Nothing comes from nothing  

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Train wreck at Montparnasse (October 22, 1895) by Studio Lévy and Sons.
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Train wreck at Montparnasse (October 22, 1895) by Studio Lévy and Sons.

Nothing comes from nothing (ex nihilo nihil fit) is a philosophical expression of a thesis first argued by Parmenides. It is associated with ancient Greek cosmology, such as is presented not just in the opus of Homer and Hesiod, but also in virtually every internal system – there is no break in between a world didn't exist, since it couldn't be created ex nihilo in the first place. Note that Greeks also believed that things cannot disappear into nothing, just as they can't be created from nothing, but if they ceased to exist, they transform into some other form of being. We can trace this idea to the teaching of Empedocles. Today the idea is loosely associated with the laws of conservation of mass and energy.

De Rerum Natura

The Roman poet and philosopher Lucretius expressed this principle in his first book of De Rerum Natura (eng. title On the Nature of Things, tr. William Ellery Leonard)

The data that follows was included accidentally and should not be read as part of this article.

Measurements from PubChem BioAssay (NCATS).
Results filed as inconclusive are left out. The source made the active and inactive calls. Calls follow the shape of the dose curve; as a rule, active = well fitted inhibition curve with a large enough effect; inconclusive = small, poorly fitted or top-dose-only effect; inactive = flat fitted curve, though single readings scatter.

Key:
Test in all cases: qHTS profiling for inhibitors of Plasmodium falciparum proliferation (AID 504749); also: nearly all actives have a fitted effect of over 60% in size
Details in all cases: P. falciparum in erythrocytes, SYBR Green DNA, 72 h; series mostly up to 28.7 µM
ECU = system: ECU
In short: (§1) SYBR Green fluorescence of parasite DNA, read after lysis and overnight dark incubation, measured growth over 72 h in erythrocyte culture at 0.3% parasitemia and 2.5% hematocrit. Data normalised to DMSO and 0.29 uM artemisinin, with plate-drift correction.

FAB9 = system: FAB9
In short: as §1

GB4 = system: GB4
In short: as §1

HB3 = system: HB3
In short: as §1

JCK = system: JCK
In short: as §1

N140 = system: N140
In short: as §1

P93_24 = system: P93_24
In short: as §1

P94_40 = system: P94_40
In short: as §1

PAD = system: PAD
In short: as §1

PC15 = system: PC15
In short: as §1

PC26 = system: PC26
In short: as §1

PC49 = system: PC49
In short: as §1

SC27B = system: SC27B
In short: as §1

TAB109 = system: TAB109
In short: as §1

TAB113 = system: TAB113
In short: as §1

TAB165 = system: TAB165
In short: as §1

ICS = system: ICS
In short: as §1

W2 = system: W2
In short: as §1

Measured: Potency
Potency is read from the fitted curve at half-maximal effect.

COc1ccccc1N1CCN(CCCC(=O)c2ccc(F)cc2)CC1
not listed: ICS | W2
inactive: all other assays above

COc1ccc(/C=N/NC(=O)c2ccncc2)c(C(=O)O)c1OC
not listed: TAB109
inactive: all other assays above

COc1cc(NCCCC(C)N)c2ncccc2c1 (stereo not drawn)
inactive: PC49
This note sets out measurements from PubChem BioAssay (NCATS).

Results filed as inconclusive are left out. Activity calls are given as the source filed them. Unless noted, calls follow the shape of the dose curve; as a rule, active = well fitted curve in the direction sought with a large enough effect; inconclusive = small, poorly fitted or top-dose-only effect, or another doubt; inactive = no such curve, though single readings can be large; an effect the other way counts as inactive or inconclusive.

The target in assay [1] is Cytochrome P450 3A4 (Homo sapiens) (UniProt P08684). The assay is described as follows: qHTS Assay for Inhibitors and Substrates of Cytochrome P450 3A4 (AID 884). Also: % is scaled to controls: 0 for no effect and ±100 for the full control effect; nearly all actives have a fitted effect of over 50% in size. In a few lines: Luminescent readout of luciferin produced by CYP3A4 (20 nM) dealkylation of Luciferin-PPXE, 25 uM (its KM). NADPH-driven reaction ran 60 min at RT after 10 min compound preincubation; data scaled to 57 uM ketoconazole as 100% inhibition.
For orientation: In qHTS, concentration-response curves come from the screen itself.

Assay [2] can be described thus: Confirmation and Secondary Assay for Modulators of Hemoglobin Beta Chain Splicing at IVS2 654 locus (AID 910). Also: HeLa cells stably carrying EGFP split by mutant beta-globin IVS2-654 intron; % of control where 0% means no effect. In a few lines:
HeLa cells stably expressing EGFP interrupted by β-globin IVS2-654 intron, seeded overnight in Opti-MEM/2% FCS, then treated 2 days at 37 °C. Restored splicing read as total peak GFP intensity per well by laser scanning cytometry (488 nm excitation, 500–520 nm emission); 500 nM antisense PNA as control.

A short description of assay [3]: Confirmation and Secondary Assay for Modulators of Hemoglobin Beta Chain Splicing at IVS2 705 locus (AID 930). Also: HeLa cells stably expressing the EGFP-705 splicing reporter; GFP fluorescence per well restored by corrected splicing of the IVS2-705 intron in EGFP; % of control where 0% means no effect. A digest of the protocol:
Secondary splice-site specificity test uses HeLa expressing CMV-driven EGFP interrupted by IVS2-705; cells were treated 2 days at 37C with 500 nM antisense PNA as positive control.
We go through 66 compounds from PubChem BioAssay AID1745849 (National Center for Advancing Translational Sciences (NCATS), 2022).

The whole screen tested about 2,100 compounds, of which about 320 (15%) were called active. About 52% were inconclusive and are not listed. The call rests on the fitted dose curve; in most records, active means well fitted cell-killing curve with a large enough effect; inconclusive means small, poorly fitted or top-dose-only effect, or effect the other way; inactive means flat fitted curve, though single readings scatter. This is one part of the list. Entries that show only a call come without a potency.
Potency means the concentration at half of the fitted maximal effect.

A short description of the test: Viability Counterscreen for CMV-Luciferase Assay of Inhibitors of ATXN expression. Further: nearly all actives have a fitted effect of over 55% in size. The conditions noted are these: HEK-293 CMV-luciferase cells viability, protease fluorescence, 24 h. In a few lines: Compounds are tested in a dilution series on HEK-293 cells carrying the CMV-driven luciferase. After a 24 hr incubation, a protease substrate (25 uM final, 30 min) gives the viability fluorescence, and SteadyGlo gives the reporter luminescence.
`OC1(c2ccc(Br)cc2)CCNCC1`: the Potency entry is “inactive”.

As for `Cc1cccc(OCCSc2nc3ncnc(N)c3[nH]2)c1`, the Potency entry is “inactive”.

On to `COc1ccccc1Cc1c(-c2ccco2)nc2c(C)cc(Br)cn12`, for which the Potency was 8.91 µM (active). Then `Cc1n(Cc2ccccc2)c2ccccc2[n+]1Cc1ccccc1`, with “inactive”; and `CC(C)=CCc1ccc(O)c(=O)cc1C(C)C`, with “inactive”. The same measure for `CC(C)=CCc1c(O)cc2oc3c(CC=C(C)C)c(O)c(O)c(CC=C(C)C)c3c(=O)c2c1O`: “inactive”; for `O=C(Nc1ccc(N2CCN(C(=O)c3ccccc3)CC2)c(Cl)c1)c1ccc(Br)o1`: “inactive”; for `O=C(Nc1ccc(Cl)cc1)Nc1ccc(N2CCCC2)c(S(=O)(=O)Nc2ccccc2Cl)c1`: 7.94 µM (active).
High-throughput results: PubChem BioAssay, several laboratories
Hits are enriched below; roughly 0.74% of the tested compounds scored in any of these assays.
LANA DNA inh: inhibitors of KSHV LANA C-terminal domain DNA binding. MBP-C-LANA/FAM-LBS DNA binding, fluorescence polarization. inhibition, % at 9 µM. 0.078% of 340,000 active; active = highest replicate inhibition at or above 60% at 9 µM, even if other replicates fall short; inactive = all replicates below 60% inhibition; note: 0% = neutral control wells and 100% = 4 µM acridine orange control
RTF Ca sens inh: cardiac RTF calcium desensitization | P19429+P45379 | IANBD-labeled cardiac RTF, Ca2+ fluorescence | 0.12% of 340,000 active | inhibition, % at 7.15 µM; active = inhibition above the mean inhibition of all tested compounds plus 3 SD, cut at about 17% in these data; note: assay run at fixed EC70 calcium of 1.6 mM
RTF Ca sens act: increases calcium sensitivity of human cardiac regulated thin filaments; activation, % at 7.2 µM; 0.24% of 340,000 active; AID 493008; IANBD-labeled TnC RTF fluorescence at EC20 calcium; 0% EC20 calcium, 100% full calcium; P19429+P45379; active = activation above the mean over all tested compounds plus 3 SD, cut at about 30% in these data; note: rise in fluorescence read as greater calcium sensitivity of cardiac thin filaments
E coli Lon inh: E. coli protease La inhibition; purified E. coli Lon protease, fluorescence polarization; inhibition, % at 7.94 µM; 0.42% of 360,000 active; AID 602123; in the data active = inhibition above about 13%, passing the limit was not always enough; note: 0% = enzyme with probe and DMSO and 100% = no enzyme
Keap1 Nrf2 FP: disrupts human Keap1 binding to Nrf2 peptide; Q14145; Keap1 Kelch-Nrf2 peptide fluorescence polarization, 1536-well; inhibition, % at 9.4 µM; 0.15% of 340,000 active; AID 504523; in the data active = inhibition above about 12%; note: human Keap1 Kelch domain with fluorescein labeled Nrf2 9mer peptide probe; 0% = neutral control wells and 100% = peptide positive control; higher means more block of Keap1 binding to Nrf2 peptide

Principium cuius hinc nobis exordia sumet,
nullam rem e nihilo gigni divinitus umquam.

English translation:

But only Nature's aspect and her law,
Which, teaching us, hath this exordium:
Nothing from nothing ever yet was born.

He then continues on discussing how matter is required to make matter and that objects cannot spring forth without reasonable cause.

Nam si de nihilo fierent, ex omnibus rebus
omne genus nasci posset, nil semine egeret.
e mare primum homines, e terra posset oriri
squamigerum genus et volucres erumpere caelo;

English translation

Suppose all sprang from all things: any kind
Might take its origin from any thing,
No fixed seed required. Men from the sea
Might rise, and from the land the scaly breed,
And, fowl full fledged come bursting from the sky;

See also




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